Now seven albums deep into his career, Justin Townes Earle has worked different variations of his country/folk/blues template to a consistently high quality over the last decade. Kids In The Street is different for a number of reasons but primarily in the way it was written and recorded.
“I love this record,” says Earle, speaking from Bloomington, Illinois during a break before taking the stage with his backing band The Sadies and pedal steel player Paul Niehaus,. He goes on to explain the different approach he took when it came to writing the new album. “I took a whole year and a half off, moved way up the north coast of California and wrote the album. I wrote near the ocean at a desk for the first time which played into the process. It allowed a lot of reflection. My wife was travelling a lot for work so I was along for a few weeks at a time,” Earle recalls. “It allowed for more thought and reflection instead of these fleeting moments in-between shows, interviews and touring.“
The other change in the way in which Kids In The Street was created came about in the recording studio. Previously Earle had nearly always recorded in Nashville and self-produced his albums. This time round he brought in producer Mike Mogis (Bright Eyes, Jenny Lewis) and they decamped to Omaha, Nebraska to lay down the songs.
“I enjoyed the recording experience with Mike, who is an established producer with clear cut ideas and made good additions to what I already do. That was what I was looking for, I wasn’t trying to re-invent the wheel. He made strong suggestions, I always hold final veto but it was great having suggestions from a different kind of mind. Even the great musicians of Nashville tend to do things the old way and it’s important to keep that going but it also doesn’t mean there aren’t other ways,” says Earle.
One thing that Earle did do on the new album was record his take on the blues myth/legend Stagger Lee (‘Same Old Stagolee’), a songwriting technique he’s used on past albums. “It was the same reason I wanted to dive into the John Henry thing with ‘They Killed John Henry’. I think it’s very important those traditions get carried on because if I hadn’t heard modern artists like Nirvana doing Leadbelly songs I wouldn’t have gone back,” he stresses. “It makes a huge difference in the evolution of artists. I think the main issue is that young people who are into pop country flat out don’t understand the history of the form. I think if you understand it’s very difficult to be a glossy, pop country musician. There are great examples of pop, I just wish it wasn’t in country,” laments Earle. “You can’t tell me that Michael Jackson’s Thriller wasn’t great, it’s a great record. The idea that great music is only limited to blues, rock ’n’ roll and jazz is ridiculous to me but I do like them to be pure. There’s no pop music that I like anymore. There’s very little rock ’n’ roll that I like anymore and there’s very little country that I like anymore,” Earle admits. “That’s what happens over time, things get watered down and eventually it is homogenised and all the fat is skimmed off and it’s put on the shelves as milky, white water.”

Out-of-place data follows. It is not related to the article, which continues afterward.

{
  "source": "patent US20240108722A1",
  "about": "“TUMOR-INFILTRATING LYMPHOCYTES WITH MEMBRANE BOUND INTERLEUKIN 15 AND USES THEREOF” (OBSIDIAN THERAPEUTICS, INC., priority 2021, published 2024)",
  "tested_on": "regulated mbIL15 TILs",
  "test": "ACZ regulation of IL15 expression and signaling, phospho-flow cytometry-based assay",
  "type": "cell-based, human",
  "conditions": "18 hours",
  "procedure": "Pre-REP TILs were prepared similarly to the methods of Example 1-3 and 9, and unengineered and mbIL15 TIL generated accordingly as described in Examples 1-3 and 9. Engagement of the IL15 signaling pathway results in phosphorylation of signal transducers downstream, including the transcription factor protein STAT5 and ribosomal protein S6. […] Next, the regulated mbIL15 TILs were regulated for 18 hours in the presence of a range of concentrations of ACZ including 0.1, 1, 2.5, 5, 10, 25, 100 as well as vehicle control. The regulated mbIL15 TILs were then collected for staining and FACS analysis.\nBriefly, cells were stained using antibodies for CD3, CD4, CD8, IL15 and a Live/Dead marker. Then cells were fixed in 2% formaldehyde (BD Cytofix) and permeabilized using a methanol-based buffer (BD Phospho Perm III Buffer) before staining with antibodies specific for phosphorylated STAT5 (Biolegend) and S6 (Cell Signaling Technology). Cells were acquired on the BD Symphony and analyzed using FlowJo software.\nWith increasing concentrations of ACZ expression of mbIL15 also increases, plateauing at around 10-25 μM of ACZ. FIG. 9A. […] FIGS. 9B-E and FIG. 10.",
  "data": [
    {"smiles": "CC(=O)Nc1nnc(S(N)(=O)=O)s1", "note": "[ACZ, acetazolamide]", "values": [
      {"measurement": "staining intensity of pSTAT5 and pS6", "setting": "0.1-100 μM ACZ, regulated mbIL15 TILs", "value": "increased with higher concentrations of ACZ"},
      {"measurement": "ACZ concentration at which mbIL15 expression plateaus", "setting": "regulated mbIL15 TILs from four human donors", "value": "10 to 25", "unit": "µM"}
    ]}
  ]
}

Touring has always been Earle’s bread and butter, his live shows as renowned for his engagement and performance as much as the music. Life events are reshaping the way he approaches life on the road but at the end of the day it’s in his blood.
“It was the only thing that kept me going for quite a long time. Now, with the addition of my wife and my coming daughter, things are going to change a bit but there’s no way I’m going to stop doing that, it’s what I do. I don’t ever want to stagnate and make the same record again. That horrifies me, even more than quitting. I’d rather quit than stagnate.”